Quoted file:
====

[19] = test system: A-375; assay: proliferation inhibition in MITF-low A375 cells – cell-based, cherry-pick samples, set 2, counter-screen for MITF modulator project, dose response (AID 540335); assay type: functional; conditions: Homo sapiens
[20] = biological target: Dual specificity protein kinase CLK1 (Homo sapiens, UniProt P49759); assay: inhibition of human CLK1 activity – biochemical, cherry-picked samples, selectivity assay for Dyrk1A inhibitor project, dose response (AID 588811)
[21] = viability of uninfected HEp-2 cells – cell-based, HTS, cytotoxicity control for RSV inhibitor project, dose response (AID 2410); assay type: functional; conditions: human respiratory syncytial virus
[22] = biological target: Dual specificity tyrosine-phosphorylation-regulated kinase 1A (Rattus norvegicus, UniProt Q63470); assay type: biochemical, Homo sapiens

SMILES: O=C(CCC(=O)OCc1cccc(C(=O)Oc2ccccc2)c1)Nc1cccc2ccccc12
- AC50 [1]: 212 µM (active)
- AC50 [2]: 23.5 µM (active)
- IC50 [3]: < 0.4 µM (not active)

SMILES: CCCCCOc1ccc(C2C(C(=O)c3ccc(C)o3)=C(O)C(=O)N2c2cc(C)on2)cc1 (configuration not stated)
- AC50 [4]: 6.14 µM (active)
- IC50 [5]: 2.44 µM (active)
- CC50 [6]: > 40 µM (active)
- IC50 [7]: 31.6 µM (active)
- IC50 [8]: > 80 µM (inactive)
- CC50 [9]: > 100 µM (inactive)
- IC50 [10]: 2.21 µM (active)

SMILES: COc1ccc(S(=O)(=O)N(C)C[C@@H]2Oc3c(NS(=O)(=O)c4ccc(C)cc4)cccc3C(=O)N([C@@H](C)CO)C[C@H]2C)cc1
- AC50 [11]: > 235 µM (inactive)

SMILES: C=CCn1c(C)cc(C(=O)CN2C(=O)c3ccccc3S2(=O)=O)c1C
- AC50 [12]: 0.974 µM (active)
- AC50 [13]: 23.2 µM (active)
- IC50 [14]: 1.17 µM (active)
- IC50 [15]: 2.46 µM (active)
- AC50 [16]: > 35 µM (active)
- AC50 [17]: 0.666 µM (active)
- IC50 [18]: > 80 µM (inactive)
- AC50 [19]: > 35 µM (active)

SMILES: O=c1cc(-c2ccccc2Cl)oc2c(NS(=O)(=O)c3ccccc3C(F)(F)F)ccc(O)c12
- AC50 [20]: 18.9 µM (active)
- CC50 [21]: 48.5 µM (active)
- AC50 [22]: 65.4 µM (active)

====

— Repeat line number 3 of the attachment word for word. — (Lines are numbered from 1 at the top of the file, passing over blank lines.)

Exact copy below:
[21] = viability of uninfected HEp-2 cells – cell-based, HTS, cytotoxicity control for RSV inhibitor project, dose response (AID 2410); assay type: functional; conditions: human respiratory syncytial virus